To be clear, we're talking about pizza purchased with bitcoin. Not made with bitcoin. Putting a hardware wallet into food sounds like a bad idea? But hey, don't let me tell you what to do. (If you manage to make a pizza that physically contains bitcoin, plz send pics. Try a paper wallet with food-safe lamination, if that's a thing?)

The fact is, freedom enables controversial choices:

#BitcoinPizza is historical trivia, a fun reason to reminisce. As such it may not seem all that important — just another welcome excuse to eat pizza, with or without the pineapple! Respected OGs deserve a chance, every once in a while, to bring up the good ol' days when this scene was brand new.

However, the bitcoin pizza incident also demonstrates something vitally important: bitcoin summoned itself from the future. People aren't joking when they call Satoshi a wizard 😉

Before I explain, a quick review: On May 22nd, 2010, when bitcoin was trading for less than a penny, Laszlo Hanyecz offered 10,000 BTC to anyone who would bring him two Papa John's pizzas. (Here we observe a moment of silence for Laszlo's taste.) As far as anyone knows, he was the first person ever to buy a physical item with bitcoin.

The amount of bitcoin that Laszlo spent on those savory pies is now worth hundreds of millions of United States dollars. Disclaimer: $BTC price is too volatile for me to bother calculating the exact number only for it to be wrong in five minutes. Go look at the Hedgehog bitcoin page and figure it out yourself.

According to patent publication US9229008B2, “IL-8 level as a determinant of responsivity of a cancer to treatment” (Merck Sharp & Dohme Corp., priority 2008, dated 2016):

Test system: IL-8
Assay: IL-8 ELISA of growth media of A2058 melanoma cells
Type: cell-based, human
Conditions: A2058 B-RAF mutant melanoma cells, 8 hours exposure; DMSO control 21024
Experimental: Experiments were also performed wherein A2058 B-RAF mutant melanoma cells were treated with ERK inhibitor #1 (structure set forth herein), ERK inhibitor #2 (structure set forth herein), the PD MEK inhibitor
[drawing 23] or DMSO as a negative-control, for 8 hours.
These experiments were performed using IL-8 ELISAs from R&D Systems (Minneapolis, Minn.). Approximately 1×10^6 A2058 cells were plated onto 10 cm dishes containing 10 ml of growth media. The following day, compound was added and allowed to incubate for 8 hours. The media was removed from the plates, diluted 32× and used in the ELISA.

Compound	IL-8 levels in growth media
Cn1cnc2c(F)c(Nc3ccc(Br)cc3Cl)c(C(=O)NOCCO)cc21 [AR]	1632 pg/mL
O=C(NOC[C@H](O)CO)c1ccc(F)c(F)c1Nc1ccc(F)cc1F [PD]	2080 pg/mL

Anyway, last year on the decade anniversary, CoinDesk checked whether the counterfactual of being crazy rich was driving Laszlo insane:

Hanyecz works for apparel brand GORUCK as a developer and, partly because he is internet-famous, the e-commerce company is one of a handful that accepts bitcoin. It's a small volume, about two or three orders per week over the past two years, Hanyecz told me. But it's working out.

"We've just been holding it and we're actually up a significant amount," he said. "We had some people check out at $3,000, we had some people check out at $11,000. The dollar cost averaging people talk about, it works really well."

"It was a really interesting system but nobody [was] using it," Laszlo told CoinDesk. "If nobody's using it, it doesn't matter if I have it all."

That right there is exactly why the cryptocurrency community celebrates Bitcoin Pizza Day annually: Laszlo actually used it, the madman! He did so back when "bitcoin millions" were a ludicrous dream, not one of the various tech-based ways that a diligent, lucky person can make their fortune.

Once upon a time, bitcoin seemed like an elaborate prank. Now it's part of many retirement savings portfolios. What incredible progress over the course of 11 years!

If Laszlo hadn't been willing to experiment and give bitcoin a real try, if many early bitcoiners hadn't poured their time, energy, and passion into Satoshi's radical invention, then none of the rest of us would be here today. It's pretty awesome that they put in the work — and play! — to make it all happen.

I promised you the true esoteric meaning of bitcoin pizza. Well, I wasn't kidding. It's appropriately cheesy: with hope, determination, laughter, plenty of patience, and the best damn idea this century, we can change the world. You ready?

Image credit: Bitcoin on pizza delivery box by Marco Verch.